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Bangladesh Celebrates Record High Rice Production, Boosting Food Security

In a momentous achievement, Bangladesh celebrates its sixth consecutive year of record-breaking rice production in the fiscal year 2022-23.

In a momentous achievement, Bangladesh celebrates its sixth consecutive year of record-breaking rice production in the fiscal year 2022-23. The latest data released by the Bangladesh Bureau of Statistics (BBS) demonstrates remarkable growth in rice cultivation, primarily attributed to the adoption of high-yielding varieties (HYV) and hybrid rice over traditional strains.

During the dry season crop Boro in FY23, Bangladesh harvested an impressive 2.07 crore tonnes of rice, marking a 3 percent increase from the previous fiscal year. Overall rice production saw a remarkable 2.5 percent year-on-year growth, reaching an all-time high of 3.91 crore tonnes in FY23. These statistics are a testament to the hard work and innovation of the country’s farmers and the government’s agricultural policies.

Key factors contributing to this record-breaking success include the introduction of modern seed varieties with higher yields, improved field management practices, and balanced fertilizer use thanks to government subsidies for non-urea fertilizers. Farmers have exhibited increased dedication to their crops, ensuring both food security for their families and profitable surplus grain sales in the market.

Only seven years ago, Bangladesh’s total rice production was at 3.38 crore tonnes. Since FY2018, a surge in rice-planting areas and the adoption of modern varieties has significantly reduced the need for rice imports. In FY23, both private and public agencies imported a mere 10.5 lakh tonnes of rice, slightly higher than the previous fiscal year. Remarkably, in the current fiscal year 2023-24, rice imports between July 1 and October 12 remained at zero, reflecting the substantial increase in domestic yields.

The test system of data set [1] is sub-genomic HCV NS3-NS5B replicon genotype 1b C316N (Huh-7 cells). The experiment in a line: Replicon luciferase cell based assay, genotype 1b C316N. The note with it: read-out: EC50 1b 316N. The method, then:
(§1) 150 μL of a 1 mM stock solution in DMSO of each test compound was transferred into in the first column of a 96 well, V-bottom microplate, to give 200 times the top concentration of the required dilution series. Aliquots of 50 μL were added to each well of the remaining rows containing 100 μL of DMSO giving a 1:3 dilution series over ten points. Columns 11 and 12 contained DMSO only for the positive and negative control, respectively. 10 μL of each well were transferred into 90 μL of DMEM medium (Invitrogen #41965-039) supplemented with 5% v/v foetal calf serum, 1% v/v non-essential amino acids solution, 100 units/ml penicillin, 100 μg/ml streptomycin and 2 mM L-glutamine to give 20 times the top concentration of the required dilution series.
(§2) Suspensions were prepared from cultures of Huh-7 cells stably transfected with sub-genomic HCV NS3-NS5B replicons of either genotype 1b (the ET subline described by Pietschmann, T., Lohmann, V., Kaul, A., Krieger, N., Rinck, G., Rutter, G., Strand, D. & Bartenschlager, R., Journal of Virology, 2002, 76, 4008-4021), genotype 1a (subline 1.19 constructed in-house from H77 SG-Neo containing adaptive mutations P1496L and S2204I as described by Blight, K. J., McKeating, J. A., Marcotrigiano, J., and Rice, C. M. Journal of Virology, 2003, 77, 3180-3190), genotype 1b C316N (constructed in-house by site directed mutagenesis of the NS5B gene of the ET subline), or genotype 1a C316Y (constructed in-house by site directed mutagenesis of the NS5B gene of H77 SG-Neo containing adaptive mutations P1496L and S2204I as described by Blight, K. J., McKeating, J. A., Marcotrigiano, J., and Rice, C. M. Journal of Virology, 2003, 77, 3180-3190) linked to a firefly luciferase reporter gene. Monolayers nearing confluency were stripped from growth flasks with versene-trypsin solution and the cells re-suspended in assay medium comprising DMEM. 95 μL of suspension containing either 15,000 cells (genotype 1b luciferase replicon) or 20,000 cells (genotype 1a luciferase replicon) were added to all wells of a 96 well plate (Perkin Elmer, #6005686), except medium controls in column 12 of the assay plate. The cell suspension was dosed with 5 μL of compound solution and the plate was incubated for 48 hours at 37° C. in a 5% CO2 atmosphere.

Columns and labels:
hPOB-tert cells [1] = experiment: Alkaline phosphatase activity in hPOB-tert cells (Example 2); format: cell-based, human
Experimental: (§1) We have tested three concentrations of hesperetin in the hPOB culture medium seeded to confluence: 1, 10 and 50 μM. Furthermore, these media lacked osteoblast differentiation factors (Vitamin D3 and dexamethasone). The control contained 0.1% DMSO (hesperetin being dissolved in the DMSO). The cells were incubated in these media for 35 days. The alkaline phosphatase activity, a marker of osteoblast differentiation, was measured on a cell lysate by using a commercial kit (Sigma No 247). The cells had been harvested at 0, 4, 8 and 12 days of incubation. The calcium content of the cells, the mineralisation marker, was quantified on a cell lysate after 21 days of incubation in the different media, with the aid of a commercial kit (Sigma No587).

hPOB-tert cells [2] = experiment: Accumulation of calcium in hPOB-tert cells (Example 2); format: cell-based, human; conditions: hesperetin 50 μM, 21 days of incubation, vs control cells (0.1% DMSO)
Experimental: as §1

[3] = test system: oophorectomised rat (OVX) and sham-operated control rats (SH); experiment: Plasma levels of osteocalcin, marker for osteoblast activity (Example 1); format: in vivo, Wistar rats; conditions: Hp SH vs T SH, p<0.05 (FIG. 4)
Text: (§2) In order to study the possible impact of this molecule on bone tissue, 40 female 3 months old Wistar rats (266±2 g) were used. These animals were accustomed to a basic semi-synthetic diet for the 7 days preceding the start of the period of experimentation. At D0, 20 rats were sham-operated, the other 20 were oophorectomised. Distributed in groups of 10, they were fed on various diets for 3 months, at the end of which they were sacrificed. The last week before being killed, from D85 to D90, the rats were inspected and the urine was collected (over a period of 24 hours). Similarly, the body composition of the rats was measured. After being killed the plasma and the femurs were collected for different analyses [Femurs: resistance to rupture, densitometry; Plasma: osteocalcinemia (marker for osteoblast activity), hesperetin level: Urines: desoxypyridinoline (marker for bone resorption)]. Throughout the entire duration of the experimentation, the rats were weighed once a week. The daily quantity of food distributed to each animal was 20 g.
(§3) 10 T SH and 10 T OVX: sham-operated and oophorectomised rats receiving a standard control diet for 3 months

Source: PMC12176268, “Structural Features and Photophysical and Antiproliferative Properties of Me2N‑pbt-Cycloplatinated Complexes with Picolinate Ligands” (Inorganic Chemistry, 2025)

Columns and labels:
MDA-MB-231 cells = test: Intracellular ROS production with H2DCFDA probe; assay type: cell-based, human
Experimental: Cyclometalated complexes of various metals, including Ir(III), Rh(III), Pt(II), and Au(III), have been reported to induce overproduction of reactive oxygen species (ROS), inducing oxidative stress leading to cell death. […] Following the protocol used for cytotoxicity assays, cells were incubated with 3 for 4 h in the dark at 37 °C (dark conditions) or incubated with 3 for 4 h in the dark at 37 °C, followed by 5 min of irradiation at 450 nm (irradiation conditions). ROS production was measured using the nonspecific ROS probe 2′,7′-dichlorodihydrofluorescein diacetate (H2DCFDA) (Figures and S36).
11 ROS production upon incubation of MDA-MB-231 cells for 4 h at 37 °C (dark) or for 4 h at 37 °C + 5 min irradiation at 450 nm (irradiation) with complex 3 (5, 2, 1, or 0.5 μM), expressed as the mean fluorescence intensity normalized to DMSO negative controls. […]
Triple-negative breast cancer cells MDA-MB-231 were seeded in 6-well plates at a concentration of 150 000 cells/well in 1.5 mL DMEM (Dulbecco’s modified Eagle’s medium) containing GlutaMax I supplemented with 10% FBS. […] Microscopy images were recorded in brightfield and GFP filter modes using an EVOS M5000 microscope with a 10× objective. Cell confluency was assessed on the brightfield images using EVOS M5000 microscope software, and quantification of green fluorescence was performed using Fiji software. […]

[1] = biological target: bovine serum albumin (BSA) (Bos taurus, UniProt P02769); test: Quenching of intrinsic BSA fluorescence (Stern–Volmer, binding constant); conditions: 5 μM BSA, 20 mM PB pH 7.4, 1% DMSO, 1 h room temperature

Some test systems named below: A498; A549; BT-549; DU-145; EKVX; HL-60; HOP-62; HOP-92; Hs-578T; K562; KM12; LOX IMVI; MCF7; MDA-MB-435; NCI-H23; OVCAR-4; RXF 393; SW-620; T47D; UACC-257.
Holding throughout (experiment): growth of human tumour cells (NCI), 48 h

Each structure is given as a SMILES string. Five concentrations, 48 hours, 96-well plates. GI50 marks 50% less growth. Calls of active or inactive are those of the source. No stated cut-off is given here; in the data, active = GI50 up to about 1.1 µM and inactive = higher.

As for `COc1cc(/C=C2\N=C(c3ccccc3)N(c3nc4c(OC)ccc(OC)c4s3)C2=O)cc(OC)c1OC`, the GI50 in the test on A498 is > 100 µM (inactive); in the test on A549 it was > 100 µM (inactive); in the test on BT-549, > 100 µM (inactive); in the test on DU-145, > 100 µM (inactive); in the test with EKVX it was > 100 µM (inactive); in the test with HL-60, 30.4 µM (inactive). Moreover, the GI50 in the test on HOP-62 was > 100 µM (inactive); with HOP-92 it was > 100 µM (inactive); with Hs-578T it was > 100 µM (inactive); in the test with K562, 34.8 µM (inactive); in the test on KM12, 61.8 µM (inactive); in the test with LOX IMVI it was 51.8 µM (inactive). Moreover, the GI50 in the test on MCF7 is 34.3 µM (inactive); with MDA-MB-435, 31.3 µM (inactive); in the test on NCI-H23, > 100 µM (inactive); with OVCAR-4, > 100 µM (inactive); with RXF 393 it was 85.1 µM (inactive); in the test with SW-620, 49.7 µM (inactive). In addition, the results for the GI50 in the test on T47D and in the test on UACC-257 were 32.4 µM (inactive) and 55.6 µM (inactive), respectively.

Dr. Mohammad Jahangir Alam, a professor of agribusiness and marketing at the Bangladesh Agricultural University, underscored that the higher production has alleviated the pressure on foreign exchange reserves due to a US dollar shortage. This, in turn, has stabilized rice prices, benefitting the vulnerable segments of the population.

Bangladesh is now the third-largest rice-producing country globally, with 81 percent of total rice acreage dedicated to high-yield varieties and 10 percent to hybrid rice, offering superior yields. During the same period, the cultivation of local rice varieties dwindled to only 9 percent of the total rice area.

Experts suggest that there is substantial room for further increasing rice production by empowering agricultural officials at the grassroots level, establishing crop insurance for farmers to protect them from natural disasters, and intensifying agricultural research efforts. The focus on agriculture by the government has played a pivotal role in this remarkable success story.

The Bangladesh Rice Research Institute (BRRI) is committed to boosting yields to meet the increasing demand for rice in a country with a population of nearly 17 crore. Professor Alam emphasized the need for sustainable production to ensure food security in a world where geopolitical situations remain unpredictable.

“We must maintain our production and growth momentum to guarantee food security, particularly in light of global volatility. The government’s support for imports of agricultural inputs, such as fertilizer, is crucial in this regard,” he added.

Bangladesh’s achievement in rice production is a testament to the nation’s commitment to self-sufficiency in food production and to supporting its citizens during these uncertain times. This milestone sets a promising precedent for the future of agriculture in Bangladesh and its broader economic stability.


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